Dementia is an illness that perhaps isn’t spoken about as often as other diseases, like cancer or heart disease.
Yet the impact it has on people who develop it and their families, can be equally devastating.
Which is why we were delighted when the Dementia Friendly East Riding charity was voted our Charity of the Month for June.
And especially pleased that our £250 donation will be used to part-fund an initiative shining a spotlight on the illness and its effects on people’s lives, called The Memory Project.
The initiative centres on a play written by Elizabeth Godber – daughter of renowned local playwright John Godber – which will be performed at all 18 East Riding secondary schools this November. It features the stories of real people Elizabeth met with in her quest – driven by her observations of friends’ experiences – to understand more about dementia.
First performed for East Riding of Yorkshire Council’s 2018 Festival of Words, our funding will help around 500 13 to 16-year-olds, mainly in years 9 and 10, to experience its poignant content.
Simon Foster, from the Dementia Friendly East Riding charity which is collaborating with Elizabeth on the performances, said: “Dementia comes in many guises and affects people of all ages and, although awareness is improving, it’s not an illness that people are particularly comfortable talking about.
“Yet, there are things that can be done to improve the quality of life, and relationships, of people with the disease and their families, and we are keen to help as many people as possible to understand what they are, by encouraging them to talk about their experiences.
“That’s why we’ve been working with Elizabeth and her touring theatre company, Smashing Mirrors, to help the young people who represent the future generation, to better understand the issues and how to deal with them.”
Elizabeth has become a passionate advocate of dementia awareness herself, after witnessing friends’ experiences with relatives who developed the illness. She was inspired to research the subject, liaising with Dementia Friendly East Riding and interviewing a range of people about their own experiences. Following in her dad John’s footsteps as a playwright, she is carving out a niche for herself, tackling different social issues and phenomena, like dementia, through drama.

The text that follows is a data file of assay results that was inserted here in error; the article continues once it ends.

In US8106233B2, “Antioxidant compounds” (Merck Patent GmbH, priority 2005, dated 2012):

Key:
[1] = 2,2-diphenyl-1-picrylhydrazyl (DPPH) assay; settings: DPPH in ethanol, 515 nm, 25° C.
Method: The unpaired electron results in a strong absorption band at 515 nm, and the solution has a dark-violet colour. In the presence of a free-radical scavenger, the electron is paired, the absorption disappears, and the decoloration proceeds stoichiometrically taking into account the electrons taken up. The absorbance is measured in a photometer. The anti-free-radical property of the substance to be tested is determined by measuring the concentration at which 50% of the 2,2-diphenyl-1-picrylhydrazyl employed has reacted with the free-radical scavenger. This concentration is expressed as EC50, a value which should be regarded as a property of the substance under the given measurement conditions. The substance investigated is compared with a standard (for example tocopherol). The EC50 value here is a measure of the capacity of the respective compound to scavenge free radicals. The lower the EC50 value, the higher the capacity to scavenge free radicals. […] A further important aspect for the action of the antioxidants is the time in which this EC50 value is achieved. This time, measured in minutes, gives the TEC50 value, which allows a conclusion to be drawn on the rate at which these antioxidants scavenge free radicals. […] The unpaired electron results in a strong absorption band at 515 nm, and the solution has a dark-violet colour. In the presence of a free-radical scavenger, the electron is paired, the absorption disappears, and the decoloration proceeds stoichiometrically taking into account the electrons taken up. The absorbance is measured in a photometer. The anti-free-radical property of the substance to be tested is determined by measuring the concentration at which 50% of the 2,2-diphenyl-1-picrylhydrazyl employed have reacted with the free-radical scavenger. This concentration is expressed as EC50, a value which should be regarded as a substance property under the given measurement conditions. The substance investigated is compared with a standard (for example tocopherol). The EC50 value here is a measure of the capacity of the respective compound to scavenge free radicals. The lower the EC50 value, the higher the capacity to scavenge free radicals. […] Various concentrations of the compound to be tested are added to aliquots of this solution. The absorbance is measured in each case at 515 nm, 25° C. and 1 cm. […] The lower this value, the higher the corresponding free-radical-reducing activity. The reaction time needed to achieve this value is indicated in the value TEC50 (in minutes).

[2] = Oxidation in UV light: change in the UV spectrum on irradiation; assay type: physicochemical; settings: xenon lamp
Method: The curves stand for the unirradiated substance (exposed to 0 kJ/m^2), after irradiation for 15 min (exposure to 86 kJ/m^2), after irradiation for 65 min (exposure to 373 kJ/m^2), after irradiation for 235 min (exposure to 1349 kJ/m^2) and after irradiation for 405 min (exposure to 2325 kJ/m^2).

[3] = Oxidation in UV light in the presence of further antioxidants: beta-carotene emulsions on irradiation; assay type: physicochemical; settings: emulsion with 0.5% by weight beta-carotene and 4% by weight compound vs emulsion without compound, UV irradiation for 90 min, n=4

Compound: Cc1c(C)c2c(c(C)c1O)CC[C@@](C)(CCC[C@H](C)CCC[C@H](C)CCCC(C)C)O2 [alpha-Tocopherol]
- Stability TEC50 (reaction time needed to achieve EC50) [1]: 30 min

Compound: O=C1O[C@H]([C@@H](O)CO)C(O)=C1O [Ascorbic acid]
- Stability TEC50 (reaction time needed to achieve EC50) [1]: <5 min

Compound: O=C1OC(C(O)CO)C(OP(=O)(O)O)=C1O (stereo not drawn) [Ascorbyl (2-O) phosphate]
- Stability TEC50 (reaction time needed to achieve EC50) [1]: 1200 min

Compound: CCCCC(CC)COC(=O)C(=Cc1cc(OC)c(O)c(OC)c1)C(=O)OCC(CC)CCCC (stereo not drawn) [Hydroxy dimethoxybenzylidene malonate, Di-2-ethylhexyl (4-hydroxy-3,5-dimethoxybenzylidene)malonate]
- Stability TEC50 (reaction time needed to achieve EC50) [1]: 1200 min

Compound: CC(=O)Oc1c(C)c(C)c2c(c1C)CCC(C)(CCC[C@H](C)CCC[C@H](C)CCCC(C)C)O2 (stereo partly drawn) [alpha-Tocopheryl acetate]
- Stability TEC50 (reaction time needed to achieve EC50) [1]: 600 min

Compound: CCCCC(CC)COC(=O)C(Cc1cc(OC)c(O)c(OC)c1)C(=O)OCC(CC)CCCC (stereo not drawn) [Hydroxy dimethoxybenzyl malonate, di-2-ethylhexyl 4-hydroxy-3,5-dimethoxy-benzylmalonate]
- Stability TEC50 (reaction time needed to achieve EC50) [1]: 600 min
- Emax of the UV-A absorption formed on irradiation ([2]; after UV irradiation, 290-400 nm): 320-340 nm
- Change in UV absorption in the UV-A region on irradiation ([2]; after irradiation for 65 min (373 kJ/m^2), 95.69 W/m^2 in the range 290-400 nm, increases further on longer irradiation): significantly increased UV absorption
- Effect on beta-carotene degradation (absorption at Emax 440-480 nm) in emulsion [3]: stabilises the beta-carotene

“I’ve spent a lot of time researching the issue of dementia and working closely with Dementia Friendly East Riding to understand the issue and what can be done to ease the pain and distress of people who have it and those around them,” she said.
“I’m conscious that many of the young people we will present the play to in November will be experiencing dementia in their own lives, just as I have, and watching the performance will hopefully help them to make sense of what they are going through.”
Karl Elliott, the Society’s Chief Executive, added: “As a building society, we’re acutely conscious that many of our members will be touched by this illness in some way.
“To this end we already host awareness days with Dementia Friendly East Riding to ensure that our customer-facing teams are thoroughly trained in understanding and helping people with some of the issues it creates.
“We’re really pleased that our members have chosen to have us also support Dementia Friendly East Riding with The Memory Project, so that we can further extend our involvement in increasing awareness and understanding of the illness.”
Image: Simon Foster of Dementia Friendly East Riding, visiting our Beverley Branch to accept their donation